To some fans, he was the Rolling Stones’ uncelebrated, often unidentified piano “extra.” To those in the know, Ian ‘Stu’ Stewart was not only a co-founder of the band, but the sixth Stone, and as Keith Richards put it, “the glue that held the whole thing together.” ‘Stu’ was born 77 years ago today, in Fife, Scotland, on July 18, 1938.
As all of his colleagues have continued to avow since his sadly early death at the age of 47 in 1985, Stewart was absolutely instrumental in the formation and emergence of the group on the rhythm and blues circuit of the early 1960s, and their progression into the rock ‘n’ roll world, despite his open suspicion of it.
As the Stones began to turn into one of the biggest new sensations on the UK scene, it was decided that he was surplus to requirements as far as the official group line-up was concerned. But instead of turning tail, as so many would have done, the incredibly magnanimous ‘Stu’ quietly became the group’s driver, road manager, general factotum and confidant.
He also continued to play his fine, boogie-woogie-inspired piano and organ on the Stones’ recordings, neither asking nor receiving much congratulation. He makes key contributions to such early tracks as the Chuck Berry cover ‘Around and Around’ and the Don Raye song ‘Down The Road Apiece’ as well as later rock classics including ‘Honky Tonk Women’ and ‘It’s Only Rock ‘n’ Roll (But I Like It).’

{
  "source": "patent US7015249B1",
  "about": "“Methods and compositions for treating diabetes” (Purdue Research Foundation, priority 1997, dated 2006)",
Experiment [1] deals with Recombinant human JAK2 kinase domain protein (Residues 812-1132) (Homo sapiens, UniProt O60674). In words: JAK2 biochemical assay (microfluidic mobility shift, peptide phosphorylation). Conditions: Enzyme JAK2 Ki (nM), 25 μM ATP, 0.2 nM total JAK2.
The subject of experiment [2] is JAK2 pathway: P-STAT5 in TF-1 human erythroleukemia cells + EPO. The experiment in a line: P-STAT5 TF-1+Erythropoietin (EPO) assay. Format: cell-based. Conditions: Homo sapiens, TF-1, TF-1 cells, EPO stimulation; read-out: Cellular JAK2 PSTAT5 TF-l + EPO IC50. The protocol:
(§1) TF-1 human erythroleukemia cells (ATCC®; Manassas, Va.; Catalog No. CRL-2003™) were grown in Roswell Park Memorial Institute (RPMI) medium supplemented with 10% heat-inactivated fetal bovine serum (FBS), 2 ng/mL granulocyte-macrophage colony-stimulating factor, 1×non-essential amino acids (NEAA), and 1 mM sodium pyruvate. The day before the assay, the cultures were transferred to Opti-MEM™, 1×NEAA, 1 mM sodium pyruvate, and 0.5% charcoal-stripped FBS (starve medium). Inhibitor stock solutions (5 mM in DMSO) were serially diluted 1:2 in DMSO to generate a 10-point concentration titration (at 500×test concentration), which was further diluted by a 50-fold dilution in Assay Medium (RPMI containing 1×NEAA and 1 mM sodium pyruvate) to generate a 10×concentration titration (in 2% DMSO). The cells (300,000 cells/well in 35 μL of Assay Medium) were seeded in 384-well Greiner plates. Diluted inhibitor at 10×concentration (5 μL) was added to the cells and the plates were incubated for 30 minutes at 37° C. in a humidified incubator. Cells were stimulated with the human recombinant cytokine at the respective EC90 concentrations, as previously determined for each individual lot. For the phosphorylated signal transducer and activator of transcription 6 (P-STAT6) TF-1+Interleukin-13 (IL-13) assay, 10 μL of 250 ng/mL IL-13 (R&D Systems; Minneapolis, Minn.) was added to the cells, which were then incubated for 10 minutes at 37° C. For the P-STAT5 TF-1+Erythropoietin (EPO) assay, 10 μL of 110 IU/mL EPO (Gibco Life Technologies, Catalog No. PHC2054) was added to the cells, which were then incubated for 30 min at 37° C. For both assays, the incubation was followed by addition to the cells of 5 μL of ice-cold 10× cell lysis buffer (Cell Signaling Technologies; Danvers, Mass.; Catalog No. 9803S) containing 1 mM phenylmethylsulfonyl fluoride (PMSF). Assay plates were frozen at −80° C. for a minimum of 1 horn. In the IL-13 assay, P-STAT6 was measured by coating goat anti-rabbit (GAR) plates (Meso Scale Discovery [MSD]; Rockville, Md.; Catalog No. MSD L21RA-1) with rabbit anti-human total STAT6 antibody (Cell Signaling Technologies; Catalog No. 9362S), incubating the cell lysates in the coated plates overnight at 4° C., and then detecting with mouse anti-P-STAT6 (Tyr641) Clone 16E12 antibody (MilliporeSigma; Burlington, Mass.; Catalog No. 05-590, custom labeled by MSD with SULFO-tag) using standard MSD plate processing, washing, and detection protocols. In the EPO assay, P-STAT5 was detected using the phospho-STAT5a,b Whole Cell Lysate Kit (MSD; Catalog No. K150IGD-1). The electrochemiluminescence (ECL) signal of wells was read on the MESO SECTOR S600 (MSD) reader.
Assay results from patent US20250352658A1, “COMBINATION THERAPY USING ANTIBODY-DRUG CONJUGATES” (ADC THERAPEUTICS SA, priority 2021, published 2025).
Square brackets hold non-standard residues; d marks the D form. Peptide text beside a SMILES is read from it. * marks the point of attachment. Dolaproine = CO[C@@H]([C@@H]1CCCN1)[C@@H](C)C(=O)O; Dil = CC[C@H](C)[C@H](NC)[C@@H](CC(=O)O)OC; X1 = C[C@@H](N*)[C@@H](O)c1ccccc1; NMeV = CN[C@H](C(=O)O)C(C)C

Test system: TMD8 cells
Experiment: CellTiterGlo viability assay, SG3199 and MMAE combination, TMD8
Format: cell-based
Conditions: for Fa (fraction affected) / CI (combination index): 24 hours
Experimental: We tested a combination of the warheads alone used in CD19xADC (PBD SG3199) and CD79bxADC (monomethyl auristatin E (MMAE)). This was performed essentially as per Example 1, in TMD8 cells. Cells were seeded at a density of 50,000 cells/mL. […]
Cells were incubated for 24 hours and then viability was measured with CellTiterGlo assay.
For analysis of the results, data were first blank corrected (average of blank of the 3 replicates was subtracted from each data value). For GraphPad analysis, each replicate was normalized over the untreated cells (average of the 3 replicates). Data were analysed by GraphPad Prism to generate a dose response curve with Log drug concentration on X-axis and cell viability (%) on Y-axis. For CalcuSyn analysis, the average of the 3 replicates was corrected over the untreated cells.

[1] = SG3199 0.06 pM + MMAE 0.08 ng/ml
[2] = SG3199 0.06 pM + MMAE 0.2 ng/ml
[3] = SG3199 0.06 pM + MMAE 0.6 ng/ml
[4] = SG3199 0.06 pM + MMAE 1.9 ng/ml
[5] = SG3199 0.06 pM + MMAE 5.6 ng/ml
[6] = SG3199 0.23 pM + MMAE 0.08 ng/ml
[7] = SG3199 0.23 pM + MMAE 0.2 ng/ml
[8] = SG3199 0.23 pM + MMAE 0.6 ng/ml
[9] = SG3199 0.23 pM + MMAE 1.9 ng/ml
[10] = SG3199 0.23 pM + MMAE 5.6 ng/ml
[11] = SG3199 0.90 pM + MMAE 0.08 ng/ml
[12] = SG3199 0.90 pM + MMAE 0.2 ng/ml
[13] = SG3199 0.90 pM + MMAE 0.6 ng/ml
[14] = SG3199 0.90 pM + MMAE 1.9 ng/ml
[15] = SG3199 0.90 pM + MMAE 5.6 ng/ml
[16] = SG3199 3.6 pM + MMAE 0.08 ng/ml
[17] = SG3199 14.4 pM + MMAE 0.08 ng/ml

Stewart passed away from a heart attack one night after playing an evening of his much-cherished R&B with the band Rocket 88 in Nottingham. With his dour but dependable sense of humour and gritty determination, ‘Stu’ was one of the most-loved characters in the entire history of the Stones. Few others would, for example, have been allowed to refer to them as “my little shower of ****” as he did, but he was the older brother they never had, the authority they looked up to.
“I’m still working for him,” said Keith of ‘Stu,’ touchingly, in his autobiography ‘Life.’ “To me the Rolling Stones is still his band. Without his knowledge and organisation, without the leap he made from where he was coming from, to take a chance on playing with this bunch of kids, we’d be nowhere.”